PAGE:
Aunty Donna

The Australian sketch comedy group Aunty Donna (from left to right, Zachary Ruane, Mark Samual Bonanno and Broden Kelly) will perform Saturday at Overture's Promenade Hall.

If the members of the Australian sketch comedy group Aunty Donna work this hard to entertain one reporter on the telephone, imagine what they’ll do to entertain an entire audience at Overture Center's Promenade Hall on Saturday.

An “interview” (and I use the term loosely) with the three most visible members of the six-member group — Mark Samual Bonanno, Broden Kelly and Zachary Ruane — is a half-hour of digressions, improvised scenarios and off-the-wall pop culture references.

Over the course of the interview, Aunty Donna claimed to have psychic powers that they used to solve murders, sang a verse from a Tom Petty song and speculated on the sexual lives of bucks. They also kept a running joke going on whether various answers were on or off the record, including “Everything we’ve said is on the record, except for me saying now that everything is on the record. That’s off the record.”

Aunty Donna is making their first appearance in Madison with its “Big Boys” show but have already cultivated an American fan base through their viral YouTube videos, such as “Bikie Wars,” which has over two million views. The group’s high-energy live shows seem more akin to arena rock shows than sketch comedy, where the performers are on stage constantly rather than taking defined breaks between sketches.

The Cap Times asked exactly one serious question of Aunty Donna, and the following is a small sample of what ensued:

What can you tell me about the ‘Big Boys’ show versus any of your other shows?

Mark Samual Bonanno: That’s really something that we felt was very important when we named the show. We’re going to name it ‘Big Boys,’ and we’re going to get three big boys on stage. So it definitely features that.

Broden Kelly: It features us three. That’s on the record. It features some of our best sketches and songs.

Zachary Ruane: And some of our worst as well. We wanted to make sure that for every good sketch that was in there that would make people laugh, there was something divisive.

Mark: Not to upset people. Just to make something really unfunny.

Broden: We don’t like shows to be too good. So you’ll see a sketch that will be one of the funniest sketches that you’ve ever seen in your life, and the next sketch will be “Why did I waste my money on this?”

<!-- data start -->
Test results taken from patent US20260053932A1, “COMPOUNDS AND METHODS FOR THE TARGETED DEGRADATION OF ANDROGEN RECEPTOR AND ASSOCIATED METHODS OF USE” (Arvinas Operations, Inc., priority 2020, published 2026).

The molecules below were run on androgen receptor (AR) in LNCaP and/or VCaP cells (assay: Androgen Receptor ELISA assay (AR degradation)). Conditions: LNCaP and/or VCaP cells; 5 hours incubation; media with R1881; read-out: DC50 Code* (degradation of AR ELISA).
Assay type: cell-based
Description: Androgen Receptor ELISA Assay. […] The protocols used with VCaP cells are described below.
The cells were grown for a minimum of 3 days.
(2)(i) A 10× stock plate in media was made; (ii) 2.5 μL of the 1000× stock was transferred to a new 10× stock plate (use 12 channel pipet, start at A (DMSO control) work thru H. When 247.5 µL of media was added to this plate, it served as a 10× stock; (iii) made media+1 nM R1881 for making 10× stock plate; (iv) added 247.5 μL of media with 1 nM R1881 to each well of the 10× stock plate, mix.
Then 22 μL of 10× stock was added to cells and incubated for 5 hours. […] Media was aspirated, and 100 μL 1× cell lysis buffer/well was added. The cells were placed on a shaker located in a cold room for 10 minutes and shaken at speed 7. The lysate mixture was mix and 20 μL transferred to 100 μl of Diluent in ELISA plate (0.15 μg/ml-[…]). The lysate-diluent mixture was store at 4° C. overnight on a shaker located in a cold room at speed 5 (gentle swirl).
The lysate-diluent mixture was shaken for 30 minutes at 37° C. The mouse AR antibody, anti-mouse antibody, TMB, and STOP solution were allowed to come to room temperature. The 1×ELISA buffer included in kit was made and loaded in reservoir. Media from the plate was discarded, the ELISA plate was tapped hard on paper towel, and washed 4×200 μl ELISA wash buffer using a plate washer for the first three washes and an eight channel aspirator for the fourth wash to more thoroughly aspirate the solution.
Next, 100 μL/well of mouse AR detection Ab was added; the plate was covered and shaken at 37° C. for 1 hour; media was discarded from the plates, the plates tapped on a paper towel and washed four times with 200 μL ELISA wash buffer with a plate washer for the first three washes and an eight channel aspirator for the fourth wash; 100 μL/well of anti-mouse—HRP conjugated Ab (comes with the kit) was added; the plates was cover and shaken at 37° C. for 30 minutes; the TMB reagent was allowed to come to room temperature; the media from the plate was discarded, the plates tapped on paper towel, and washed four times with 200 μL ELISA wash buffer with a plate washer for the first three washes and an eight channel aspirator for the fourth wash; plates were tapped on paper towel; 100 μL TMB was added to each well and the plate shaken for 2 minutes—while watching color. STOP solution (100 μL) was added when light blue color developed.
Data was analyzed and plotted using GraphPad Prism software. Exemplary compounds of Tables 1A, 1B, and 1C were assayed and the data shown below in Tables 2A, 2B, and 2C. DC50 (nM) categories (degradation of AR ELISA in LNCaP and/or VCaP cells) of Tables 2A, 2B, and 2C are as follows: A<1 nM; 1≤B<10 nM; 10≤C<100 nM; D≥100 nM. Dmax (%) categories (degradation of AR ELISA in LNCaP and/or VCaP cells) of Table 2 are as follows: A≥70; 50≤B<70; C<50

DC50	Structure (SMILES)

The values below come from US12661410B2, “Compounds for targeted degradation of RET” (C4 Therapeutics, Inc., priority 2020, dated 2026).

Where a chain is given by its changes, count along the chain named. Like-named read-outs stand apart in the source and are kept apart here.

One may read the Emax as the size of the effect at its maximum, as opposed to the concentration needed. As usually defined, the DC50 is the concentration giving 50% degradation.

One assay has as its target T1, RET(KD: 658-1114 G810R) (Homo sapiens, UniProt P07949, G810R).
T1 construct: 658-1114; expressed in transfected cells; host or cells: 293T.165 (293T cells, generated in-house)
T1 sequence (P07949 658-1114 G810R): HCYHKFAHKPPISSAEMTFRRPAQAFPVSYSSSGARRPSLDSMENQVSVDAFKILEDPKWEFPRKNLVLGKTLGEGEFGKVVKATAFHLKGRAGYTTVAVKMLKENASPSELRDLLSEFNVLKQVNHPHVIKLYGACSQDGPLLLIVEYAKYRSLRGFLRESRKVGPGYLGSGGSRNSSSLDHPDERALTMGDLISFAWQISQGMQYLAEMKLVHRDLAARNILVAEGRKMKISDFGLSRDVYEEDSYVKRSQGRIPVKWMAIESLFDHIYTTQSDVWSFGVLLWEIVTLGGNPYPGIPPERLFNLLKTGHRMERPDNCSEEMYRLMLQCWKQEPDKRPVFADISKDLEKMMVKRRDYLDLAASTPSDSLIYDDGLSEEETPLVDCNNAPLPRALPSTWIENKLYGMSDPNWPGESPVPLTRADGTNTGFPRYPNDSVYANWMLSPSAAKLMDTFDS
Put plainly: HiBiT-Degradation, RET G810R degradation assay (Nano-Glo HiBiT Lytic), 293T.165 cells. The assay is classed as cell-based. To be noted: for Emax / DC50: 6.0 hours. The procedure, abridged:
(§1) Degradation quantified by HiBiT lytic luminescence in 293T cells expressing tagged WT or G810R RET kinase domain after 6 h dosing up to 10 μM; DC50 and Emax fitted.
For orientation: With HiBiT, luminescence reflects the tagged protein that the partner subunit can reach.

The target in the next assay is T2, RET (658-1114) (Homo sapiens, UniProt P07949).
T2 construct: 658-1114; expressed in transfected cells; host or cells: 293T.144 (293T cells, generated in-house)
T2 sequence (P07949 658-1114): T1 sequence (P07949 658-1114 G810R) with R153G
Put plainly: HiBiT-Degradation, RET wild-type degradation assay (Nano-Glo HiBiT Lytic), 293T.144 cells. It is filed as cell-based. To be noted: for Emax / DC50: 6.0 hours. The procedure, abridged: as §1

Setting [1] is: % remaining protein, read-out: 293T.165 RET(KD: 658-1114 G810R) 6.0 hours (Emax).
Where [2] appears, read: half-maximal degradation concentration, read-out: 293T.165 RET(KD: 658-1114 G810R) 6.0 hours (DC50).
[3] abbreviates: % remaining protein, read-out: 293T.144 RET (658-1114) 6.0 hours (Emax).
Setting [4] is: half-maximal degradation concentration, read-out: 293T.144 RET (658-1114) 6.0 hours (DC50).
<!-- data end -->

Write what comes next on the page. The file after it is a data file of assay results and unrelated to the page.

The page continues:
Zach: “I feel sick.”

Mark: And you’re not going to get that from any other show. You’ll go to another show and think "That was great" or "That wasn’t for me." Here, within a span of five minutes, you’re going to go from "Oh my god, I can’t imagine comedy ever being funnier that this, I’ve never laughed so hard in my life," to "I wish I was dead. I can’t possibly sit in this theater a second longer," back to “How could I ever doubt myself? This is clearly the most . . .” And before you even finish that thought, you’re back to “Oh my God, I’d rather be helping my grandmother go to the bathroom than endure this for one more second.”

But at least you feel something.

Zach: Yes. By the way, just so you know, to engage with a Madison audience, I’ve looked up a list of Madison celebrities. But unfortunately I’ve looked up a list not of celebrities from Madison, but people named Madison. I don’t know if that’s of any value to you. Madison Beer? She was discovered by Justin Bieber.

Broden: We are unlike anything the people of Madison have ever seen before. We’re the only people in the world who are doing sketch comedy in this particular way. We didn’t come out of Second City or UCB or the British Footlights Theatre. We’re a weird Australian group that will make you guffaw.

Zach: Much like Mark Ruffalo, a great Wisconsin export, we love to bring joy to people. We’re not great actors like Willem Dafoe, another great Wisconsin actor, but we’ll give it our all. And sure, we’re not as strong as Tony Shalhoub, and we’re not as funny as Chris Farley, or Gene Wilder, or Bob . . . Oo-wecker? He’s a baseball player? (Editor’s note: he means Bob Uecker).

Wow, you guys really connect with the local audiences in the places where you visit.

Broden: But the best one of course is Al Molinaro, the owner of Arnold’s on “Happy Days.”

And you know where “Happy Days" was set, of course.

Broden: Yeah. But you say it first.

Milwaukee, Wisconsin!

Broden: Yeah. I am a buck by the way. I’ve never been to Milwaukee, but I’m a buck. I’ve almost been hit by seven cars.

Have you ever been strapped to the hood of a car?

Broden: Yeah, but that was in college.

Zach: You were a young buck.

Broden: Yeah, I was a young buck, but now I’m a 29-year-old buck. That’s one thing people should know about the show, is that it’s two human performers and one buck. Do you have much edible grains there?

Rob Thomas is the features editor and social media editor for the Capital Times, as well as its film critic. He joined the Cap Times in 1999 and has written about movies, music, food and books.